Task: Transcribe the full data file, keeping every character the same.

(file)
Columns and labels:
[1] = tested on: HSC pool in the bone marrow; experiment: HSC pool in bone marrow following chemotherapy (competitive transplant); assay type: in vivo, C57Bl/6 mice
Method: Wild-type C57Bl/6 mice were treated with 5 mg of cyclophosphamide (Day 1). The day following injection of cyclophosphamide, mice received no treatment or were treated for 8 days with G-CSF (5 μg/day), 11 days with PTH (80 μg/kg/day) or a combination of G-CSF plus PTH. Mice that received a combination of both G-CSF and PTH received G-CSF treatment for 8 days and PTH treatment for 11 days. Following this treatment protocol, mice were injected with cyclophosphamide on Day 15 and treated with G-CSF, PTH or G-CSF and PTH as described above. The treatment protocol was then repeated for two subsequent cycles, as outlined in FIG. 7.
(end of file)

Columns and labels:
[1] = tested on: HSC pool in the bone marrow; experiment: HSC pool in bone marrow following chemotherapy (competitive transplant); assay type: in vivo, C57Bl/6 mice
Method: Wild-type C57Bl/6 mice were treated with 5 mg of cyclophosphamide (Day 1). The day following injection of cyclophosphamide, mice received no treatment or were treated for 8 days with G-CSF (5 μg/day), 11 days with PTH (80 μg/kg/day) or a combination of G-CSF plus PTH. Mice that received a combination of both G-CSF and PTH received G-CSF treatment for 8 days and PTH treatment for 11 days. Following this treatment protocol, mice were injected with cyclophosphamide on Day 15 and treated with G-CSF, PTH or G-CSF and PTH as described above. The treatment protocol was then repeated for two subsequent cycles, as outlined in FIG. 7.